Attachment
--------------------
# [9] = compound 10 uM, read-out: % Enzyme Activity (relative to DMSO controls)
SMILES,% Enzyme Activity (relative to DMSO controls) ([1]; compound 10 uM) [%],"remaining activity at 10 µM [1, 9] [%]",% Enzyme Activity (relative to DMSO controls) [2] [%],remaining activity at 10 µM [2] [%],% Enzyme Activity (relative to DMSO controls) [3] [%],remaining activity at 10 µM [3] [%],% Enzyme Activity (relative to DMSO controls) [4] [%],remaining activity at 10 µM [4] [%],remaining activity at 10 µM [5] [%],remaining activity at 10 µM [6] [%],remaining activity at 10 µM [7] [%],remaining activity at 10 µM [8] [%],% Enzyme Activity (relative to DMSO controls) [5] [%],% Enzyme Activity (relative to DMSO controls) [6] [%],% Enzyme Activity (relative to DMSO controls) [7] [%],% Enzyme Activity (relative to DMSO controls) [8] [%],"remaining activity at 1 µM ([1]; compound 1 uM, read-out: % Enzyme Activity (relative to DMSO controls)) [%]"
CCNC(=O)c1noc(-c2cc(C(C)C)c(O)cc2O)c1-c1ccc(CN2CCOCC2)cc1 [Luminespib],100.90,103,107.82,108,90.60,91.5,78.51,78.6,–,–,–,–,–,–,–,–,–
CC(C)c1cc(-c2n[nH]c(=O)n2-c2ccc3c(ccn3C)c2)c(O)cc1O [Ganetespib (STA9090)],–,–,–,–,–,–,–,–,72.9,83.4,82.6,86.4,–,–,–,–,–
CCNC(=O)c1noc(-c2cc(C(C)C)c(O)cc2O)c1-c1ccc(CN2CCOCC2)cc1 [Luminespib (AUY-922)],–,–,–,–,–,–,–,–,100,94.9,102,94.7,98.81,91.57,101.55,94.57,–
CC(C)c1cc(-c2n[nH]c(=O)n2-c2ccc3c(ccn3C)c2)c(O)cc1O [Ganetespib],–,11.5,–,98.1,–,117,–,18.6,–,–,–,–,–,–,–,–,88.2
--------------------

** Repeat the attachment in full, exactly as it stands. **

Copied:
# [9] = compound 10 uM, read-out: % Enzyme Activity (relative to DMSO controls)
SMILES,% Enzyme Activity (relative to DMSO controls) ([1]; compound 10 uM) [%],"remaining activity at 10 µM [1, 9] [%]",% Enzyme Activity (relative to DMSO controls) [2] [%],remaining activity at 10 µM [2] [%],% Enzyme Activity (relative to DMSO controls) [3] [%],remaining activity at 10 µM [3] [%],% Enzyme Activity (relative to DMSO controls) [4] [%],remaining activity at 10 µM [4] [%],remaining activity at 10 µM [5] [%],remaining activity at 10 µM [6] [%],remaining activity at 10 µM [7] [%],remaining activity at 10 µM [8] [%],% Enzyme Activity (relative to DMSO controls) [5] [%],% Enzyme Activity (relative to DMSO controls) [6] [%],% Enzyme Activity (relative to DMSO controls) [7] [%],% Enzyme Activity (relative to DMSO controls) [8] [%],"remaining activity at 1 µM ([1]; compound 1 uM, read-out: % Enzyme Activity (relative to DMSO controls)) [%]"
CCNC(=O)c1noc(-c2cc(C(C)C)c(O)cc2O)c1-c1ccc(CN2CCOCC2)cc1 [Luminespib],100.90,103,107.82,108,90.60,91.5,78.51,78.6,–,–,–,–,–,–,–,–,–
CC(C)c1cc(-c2n[nH]c(=O)n2-c2ccc3c(ccn3C)c2)c(O)cc1O [Ganetespib (STA9090)],–,–,–,–,–,–,–,–,72.9,83.4,82.6,86.4,–,–,–,–,–
CCNC(=O)c1noc(-c2cc(C(C)C)c(O)cc2O)c1-c1ccc(CN2CCOCC2)cc1 [Luminespib (AUY-922)],–,–,–,–,–,–,–,–,100,94.9,102,94.7,98.81,91.57,101.55,94.57,–
CC(C)c1cc(-c2n[nH]c(=O)n2-c2ccc3c(ccn3C)c2)c(O)cc1O [Ganetespib],–,11.5,–,98.1,–,117,–,18.6,–,–,–,–,–,–,–,–,88.2